• To use the -dt option, you must be a member of the db_owner fixed database role, or at least have ALTER permission on the destination owner schema at the destination server.
  • To use the -o or -f options, you must have write permissions to the specified file directory location.

Security Note: When possible, supply security credentials at runtime. If you must store credentials in a script file, you should secure the file to prevent unauthorized access.


Have Fun!


Sarabpreet Anand

What all changes require a restart of SQL Service?

Question of the day: What all changes require a restart of SQL Service?

Let’s say you get a request to change a SQL Server setting and you don’t know whether it requires a restart of SQL Service to take into affect or not, now what will you do?

You’ve left with following options:

  1. Ask someone you know (You think this person must know the answer but what if he is also guessing?)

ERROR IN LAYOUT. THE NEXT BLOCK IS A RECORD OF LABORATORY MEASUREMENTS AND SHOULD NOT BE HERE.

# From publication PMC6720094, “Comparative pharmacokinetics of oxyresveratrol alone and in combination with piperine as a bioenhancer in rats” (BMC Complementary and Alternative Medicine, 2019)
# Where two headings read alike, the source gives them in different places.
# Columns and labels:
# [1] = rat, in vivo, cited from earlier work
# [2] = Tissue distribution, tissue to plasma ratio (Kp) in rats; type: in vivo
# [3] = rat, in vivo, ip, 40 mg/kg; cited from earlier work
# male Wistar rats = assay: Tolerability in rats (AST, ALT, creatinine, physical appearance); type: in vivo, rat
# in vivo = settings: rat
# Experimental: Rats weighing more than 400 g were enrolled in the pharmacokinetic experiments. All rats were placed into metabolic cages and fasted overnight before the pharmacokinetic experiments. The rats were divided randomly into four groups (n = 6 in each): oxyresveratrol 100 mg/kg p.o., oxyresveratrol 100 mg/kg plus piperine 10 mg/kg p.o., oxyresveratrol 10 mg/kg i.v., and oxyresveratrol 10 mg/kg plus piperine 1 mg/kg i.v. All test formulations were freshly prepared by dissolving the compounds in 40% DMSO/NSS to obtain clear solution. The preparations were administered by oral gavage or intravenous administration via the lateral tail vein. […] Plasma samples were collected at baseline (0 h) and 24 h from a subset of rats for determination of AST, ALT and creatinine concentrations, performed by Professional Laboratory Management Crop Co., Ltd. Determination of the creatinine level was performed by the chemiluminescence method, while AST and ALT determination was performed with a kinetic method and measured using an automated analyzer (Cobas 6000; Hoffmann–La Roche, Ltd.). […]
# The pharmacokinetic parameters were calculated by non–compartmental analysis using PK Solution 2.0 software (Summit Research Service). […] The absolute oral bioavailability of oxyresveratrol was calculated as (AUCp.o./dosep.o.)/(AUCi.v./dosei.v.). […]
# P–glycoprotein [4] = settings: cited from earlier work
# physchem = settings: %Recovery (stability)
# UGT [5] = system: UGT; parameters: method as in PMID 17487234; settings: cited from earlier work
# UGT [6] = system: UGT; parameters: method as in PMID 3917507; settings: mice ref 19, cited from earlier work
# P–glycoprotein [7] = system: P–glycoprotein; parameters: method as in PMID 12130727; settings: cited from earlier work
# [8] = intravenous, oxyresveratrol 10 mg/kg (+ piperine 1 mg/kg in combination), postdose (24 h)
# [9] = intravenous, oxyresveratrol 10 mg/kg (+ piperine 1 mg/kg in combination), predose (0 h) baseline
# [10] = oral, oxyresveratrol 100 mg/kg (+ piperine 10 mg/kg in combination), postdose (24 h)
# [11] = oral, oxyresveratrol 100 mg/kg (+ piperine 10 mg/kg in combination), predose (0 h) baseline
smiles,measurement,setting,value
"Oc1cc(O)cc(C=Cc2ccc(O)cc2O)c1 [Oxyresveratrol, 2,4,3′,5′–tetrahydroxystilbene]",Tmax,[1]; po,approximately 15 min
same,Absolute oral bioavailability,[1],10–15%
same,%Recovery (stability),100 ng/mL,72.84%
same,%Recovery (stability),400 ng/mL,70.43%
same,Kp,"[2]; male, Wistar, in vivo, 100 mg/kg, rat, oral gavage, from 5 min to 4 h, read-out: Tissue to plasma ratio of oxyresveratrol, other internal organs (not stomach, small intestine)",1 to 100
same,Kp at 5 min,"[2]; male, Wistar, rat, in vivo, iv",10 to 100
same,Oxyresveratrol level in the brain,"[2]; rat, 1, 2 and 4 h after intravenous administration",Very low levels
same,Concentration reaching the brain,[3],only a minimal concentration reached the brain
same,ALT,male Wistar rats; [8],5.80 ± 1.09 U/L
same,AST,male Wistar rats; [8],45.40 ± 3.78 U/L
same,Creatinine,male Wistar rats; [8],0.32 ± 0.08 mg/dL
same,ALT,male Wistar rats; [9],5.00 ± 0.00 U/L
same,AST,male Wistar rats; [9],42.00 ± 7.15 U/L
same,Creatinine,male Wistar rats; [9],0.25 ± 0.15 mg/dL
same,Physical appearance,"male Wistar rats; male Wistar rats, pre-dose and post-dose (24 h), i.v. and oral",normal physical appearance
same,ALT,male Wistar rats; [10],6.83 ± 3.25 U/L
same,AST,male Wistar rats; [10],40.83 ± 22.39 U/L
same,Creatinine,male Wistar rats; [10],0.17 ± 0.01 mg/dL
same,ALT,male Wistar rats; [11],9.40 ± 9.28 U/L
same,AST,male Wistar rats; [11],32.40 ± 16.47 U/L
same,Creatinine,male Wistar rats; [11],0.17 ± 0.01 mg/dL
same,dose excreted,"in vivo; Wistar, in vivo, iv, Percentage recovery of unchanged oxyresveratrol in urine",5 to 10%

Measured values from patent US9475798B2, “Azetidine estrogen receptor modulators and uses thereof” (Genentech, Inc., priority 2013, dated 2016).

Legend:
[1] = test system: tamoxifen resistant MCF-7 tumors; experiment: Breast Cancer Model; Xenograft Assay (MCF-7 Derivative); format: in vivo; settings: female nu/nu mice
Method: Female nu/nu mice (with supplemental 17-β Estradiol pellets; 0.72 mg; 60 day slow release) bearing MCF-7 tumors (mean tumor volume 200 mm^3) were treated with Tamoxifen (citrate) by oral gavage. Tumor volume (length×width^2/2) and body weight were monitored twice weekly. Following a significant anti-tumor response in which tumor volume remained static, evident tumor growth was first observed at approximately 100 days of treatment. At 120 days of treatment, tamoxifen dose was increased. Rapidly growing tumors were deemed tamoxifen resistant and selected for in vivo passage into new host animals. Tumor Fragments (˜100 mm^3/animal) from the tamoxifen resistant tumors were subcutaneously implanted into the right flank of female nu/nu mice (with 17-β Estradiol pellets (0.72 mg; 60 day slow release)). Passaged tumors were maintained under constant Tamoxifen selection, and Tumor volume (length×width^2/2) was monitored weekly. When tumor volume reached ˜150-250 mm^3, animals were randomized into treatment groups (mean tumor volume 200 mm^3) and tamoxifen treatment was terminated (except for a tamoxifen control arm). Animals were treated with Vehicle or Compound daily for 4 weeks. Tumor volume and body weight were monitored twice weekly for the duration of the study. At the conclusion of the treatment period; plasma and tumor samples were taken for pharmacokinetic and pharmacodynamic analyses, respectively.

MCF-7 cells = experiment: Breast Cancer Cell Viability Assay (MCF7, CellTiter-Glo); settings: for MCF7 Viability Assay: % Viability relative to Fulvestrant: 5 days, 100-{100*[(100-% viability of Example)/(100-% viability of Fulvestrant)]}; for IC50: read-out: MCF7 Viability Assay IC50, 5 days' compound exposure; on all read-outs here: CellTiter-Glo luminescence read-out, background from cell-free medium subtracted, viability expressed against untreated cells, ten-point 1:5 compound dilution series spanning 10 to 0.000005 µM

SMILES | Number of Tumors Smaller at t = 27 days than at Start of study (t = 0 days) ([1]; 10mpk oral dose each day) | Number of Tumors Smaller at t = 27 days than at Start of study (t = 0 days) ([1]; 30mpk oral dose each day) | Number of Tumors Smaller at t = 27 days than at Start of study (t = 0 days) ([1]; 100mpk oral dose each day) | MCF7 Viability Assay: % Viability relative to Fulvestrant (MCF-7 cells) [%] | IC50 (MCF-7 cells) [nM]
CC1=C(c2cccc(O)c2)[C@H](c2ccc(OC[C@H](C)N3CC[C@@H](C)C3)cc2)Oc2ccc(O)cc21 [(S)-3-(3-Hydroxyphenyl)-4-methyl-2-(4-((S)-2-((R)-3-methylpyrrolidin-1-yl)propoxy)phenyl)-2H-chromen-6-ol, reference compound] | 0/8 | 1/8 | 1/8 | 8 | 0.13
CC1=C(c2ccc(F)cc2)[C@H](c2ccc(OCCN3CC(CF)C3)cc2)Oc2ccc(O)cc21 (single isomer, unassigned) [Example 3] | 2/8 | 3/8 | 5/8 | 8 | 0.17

2. Search for it, now a days you find everything on internet (but you must hit the right keywords and someone should’ve written that for you)
  3. Ask SQL Server ( Now that’s interesting)


Q. How to ask SQL Server if it requires a restart of Service to take a change into affect?

SQL Server 2005 and later versions are equipped with a catalog view named sys.configurations, you can query this view to get the answer. This view gives a detailed info on all server level configuration changes.

The View provides very detailed information on server level changes like:

Unique ID for the configuration value.

Name of the configuration option.

Configured value for this option.

Minimum value for the configuration option.

Maximum value for the configuration option.

Running value currently in effect for this option.

Description of the configuration option.

1 = The variable that takes effect when the RECONFIGURE statement is executed.

1 = The variable is displayed only when the show advanced option is set.

If the value in is_dynamic column for any configuration is 1, that means the change is dynamic in nature and it doesn’t require SQL Server Service restart to take that change into effect, otherwise if the value is 0 that means restart is required.